That was my first thought as well. The heat from the impact could have fused the desert sand into rock. The sand blows away over time leaving the crater behind. If this is true, I wonder if there are other examples that have been covered by blowing sands over time, waiting to be discovered.

  7. Mike

    “We also have an atmosphere which keeps anything smaller than a hundred meters across from hitting us” <– if that's true, then why did you argue, in your review/debunking of movie myths, that blowing up a huge asteroid into millions of little pieces wouldn't do any good? Like they did in those blockbuster movies a few years back.

  8. Jason Dick

    I was thinking along the same lines as Martin, though it would still require some sort of uplift of the area in general for erosion to be a significant factor, or for the impact to have occured in an already higher-than-typical area of Mars.

  9. Mike (8): Good question! It’s because while something smaller than roughly 100 meters across (depending on what it’s made of and other factors) won’t hit the ground, it still explodes in the air, dumping all that vast energy (many megatons!) into the air. For a single object that’s bad but not global. But for an asteroid a kilometer across breaking up, you get 1000 such 100 meter rocks breaking up and exploding! That’s a HUGE amount of energy, so it’s best to not let it hit us at all.

    Mind you, for an asteroid 10 km across you get a million 100-meter pieces. Volume goes up as radius cubed, so things get evil pretty darn fast.

  10. BargeArse

    For another spectacular crater, look up ‘Gosses Bluff Range, Australia’ on Google Maps. This is rather cool as it is quite old and has had about an estimated 3km thickness of overlying sediment eroded since impact (a very long time for that to happen for continental shield). You can also see the magnificent folding of the West McDonnell ranges surrounding the crater (which is now an aboriginal reserve), which is on the drive out to Uluru (or Ayers Rock) from Alice Springs.

  11. mike burkhart

    One mor reasion you don’t see craters on Earth is because you are standing on the Earths surface and the craters are miles long . If you went to the Moon and stood on its surface you would not see the craters on the Moon. Also if a Asteroid were going to collide with the Earth it might be possable to use nukes to alter its orbit pushing it away form Earth. And Merry Chirstmas everone.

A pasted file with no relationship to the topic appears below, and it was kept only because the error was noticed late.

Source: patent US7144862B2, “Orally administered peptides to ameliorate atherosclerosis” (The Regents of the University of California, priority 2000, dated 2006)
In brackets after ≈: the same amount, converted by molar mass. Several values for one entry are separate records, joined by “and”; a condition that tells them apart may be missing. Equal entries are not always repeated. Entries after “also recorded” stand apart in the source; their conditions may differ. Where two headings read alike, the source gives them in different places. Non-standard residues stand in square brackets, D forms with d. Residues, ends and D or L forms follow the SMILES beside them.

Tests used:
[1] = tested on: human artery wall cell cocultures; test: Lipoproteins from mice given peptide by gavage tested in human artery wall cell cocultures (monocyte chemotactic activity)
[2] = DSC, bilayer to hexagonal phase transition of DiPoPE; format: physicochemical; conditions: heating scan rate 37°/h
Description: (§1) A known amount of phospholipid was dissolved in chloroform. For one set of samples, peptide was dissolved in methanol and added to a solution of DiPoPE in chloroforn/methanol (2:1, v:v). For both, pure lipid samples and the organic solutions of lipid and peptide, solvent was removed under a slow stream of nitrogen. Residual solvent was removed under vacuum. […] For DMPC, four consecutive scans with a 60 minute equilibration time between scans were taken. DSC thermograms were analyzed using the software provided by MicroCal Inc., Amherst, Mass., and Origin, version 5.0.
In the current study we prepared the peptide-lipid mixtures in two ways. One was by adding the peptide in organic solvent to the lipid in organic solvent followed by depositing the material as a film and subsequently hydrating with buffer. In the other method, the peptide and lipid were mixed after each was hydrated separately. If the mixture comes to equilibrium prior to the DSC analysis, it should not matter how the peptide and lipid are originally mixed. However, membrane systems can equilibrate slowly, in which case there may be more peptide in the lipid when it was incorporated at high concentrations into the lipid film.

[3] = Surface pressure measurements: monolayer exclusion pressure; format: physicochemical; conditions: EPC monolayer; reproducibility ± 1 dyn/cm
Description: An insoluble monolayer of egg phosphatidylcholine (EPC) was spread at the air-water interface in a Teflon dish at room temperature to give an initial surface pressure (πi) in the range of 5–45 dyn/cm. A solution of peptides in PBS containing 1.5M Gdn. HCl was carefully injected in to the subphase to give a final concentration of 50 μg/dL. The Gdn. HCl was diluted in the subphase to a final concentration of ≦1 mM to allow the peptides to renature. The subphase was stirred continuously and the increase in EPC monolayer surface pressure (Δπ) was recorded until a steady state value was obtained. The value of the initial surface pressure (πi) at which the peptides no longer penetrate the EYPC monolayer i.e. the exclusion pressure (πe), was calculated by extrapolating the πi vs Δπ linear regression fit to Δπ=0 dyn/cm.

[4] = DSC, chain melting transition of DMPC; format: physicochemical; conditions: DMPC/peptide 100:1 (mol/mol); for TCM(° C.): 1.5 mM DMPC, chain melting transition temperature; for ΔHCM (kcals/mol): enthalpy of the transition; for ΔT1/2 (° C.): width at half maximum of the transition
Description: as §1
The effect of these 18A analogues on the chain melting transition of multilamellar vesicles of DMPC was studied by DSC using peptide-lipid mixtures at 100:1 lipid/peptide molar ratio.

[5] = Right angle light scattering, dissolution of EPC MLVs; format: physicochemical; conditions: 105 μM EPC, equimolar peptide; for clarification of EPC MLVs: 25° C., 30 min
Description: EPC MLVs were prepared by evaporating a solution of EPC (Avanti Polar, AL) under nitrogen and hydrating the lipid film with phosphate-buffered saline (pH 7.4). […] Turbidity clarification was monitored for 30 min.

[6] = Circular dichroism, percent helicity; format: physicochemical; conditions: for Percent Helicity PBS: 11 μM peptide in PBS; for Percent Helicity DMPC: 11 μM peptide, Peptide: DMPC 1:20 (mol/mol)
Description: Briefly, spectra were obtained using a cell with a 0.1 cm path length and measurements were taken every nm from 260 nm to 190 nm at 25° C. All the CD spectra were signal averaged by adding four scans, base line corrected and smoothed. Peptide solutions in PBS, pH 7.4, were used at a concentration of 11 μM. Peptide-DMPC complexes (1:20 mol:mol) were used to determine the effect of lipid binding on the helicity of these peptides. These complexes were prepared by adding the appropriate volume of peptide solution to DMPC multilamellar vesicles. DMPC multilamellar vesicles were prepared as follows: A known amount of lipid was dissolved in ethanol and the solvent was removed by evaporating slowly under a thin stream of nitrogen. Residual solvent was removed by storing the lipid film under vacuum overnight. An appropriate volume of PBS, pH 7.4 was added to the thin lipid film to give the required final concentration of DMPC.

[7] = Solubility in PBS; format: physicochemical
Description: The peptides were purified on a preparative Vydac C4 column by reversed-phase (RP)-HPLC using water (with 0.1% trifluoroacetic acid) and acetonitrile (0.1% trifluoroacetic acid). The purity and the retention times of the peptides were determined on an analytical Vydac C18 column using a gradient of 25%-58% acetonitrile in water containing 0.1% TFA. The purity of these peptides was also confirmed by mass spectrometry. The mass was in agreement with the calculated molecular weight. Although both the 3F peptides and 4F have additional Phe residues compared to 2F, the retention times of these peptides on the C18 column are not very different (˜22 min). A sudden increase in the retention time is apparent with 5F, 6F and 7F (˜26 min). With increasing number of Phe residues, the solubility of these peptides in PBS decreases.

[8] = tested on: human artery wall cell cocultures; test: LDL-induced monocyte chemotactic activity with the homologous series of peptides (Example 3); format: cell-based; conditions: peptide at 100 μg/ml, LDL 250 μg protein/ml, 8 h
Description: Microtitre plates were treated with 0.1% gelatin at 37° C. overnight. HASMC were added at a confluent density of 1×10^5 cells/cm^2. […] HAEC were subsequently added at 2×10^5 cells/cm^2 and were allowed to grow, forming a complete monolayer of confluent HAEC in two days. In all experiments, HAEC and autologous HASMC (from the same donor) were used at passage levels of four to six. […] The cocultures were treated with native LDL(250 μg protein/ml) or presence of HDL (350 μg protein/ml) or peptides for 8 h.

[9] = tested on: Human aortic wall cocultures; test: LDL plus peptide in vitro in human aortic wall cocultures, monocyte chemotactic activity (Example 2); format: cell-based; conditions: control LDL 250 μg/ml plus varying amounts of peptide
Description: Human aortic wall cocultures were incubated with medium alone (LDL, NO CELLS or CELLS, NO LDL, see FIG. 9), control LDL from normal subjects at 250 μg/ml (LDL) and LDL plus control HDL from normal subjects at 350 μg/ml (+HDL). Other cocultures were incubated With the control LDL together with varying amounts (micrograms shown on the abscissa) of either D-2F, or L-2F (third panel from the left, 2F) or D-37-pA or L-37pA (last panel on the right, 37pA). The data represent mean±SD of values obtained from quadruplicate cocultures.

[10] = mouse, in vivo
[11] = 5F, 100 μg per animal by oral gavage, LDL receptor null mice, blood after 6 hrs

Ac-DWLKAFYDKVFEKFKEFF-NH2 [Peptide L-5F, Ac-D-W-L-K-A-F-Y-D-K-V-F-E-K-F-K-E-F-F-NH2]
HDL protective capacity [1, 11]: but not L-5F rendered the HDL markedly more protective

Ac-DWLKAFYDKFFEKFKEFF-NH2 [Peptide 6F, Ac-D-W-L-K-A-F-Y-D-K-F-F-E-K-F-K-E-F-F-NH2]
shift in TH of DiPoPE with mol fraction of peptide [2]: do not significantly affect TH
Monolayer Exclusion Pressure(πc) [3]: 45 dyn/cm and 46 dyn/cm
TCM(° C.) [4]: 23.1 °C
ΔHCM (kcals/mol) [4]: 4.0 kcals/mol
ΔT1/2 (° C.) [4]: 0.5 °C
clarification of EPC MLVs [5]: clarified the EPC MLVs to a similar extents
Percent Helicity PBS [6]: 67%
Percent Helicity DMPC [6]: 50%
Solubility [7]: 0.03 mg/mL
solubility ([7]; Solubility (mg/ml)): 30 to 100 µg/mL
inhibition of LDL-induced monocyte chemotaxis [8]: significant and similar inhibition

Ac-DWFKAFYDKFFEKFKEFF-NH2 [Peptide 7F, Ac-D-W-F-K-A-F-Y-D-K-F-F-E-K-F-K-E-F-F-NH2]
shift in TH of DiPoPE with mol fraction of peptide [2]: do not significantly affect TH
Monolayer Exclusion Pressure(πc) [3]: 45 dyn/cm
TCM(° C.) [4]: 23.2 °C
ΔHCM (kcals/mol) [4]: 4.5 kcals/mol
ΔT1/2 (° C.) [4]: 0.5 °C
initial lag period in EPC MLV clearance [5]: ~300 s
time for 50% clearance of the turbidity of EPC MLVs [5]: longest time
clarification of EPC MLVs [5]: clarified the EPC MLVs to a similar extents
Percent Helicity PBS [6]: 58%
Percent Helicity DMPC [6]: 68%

12. Joseph G

    @#8: IIRC, a KT-sized asteroid asplodes with enough force to launch many pieces of it back into space, which then rain down around the globe, and all that kinetic energy is radiated away as heat they burn up. Basically, the whole darn planet got broiled. Phil’s kickass book goes into much greater detail, of course (no, I’m not a shameless suck-up. Really. Oh, hush.)
    So if enough large-but-not-large-enough-to-hit-the-ground meteors hit us at once, we’d probably wish it was just one big rock.

    One of my fondest childhood memories was visiting Meteor Crater in Arizona. As a kid, it really captured my imagination. Pictures really don’t do it justice. Incidentally, I have an image of the crater today on one of my credit cards. I guess I thought that “giant hole in the ground” was apropos of my financial situation :D

  13. Joseph G

    I’m remembering… On that same trip, we also visited the Kitt Peak Observatory. I think I was 8 or 9 years old. If I was somewhat interested in space before, that trip sealed the deal!
    I can still remember us walking up the steep hill toward the telescope building. The wind was so cold my fingers felt frozen solid, but I was really excited. Below us, Arizona stretched out to the horizon – it was hard to believe that we were in the desert. At the telescope… it’s hard to describe the feelings without sounding melodramatic. I felt like I was in a holy place. That building sequestered on a remote mountain, like a monastery, vaulting majestically into the heavens like a cathedral. Here, people were gazing into the depths of the universe, trying to determine the ultimate answers to the ultimate questions. It was awe-inspiring!